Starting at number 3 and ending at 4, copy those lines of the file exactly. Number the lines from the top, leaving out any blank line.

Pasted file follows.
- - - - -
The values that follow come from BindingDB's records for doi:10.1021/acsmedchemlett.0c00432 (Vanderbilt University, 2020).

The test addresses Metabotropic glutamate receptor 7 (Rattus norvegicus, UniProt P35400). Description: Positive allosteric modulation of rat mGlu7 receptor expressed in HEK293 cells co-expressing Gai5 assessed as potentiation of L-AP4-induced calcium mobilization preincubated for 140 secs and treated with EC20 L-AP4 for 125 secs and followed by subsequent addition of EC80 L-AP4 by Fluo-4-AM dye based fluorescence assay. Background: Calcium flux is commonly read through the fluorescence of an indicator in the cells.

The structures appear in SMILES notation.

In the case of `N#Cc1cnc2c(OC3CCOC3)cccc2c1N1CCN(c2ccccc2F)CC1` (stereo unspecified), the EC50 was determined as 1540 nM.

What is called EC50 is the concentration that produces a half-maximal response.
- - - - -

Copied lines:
The structures appear in SMILES notation.

In the case of `N#Cc1cnc2c(OC3CCOC3)cccc2c1N1CCN(c2ccccc2F)CC1` (stereo unspecified), the EC50 was determined as 1540 nM.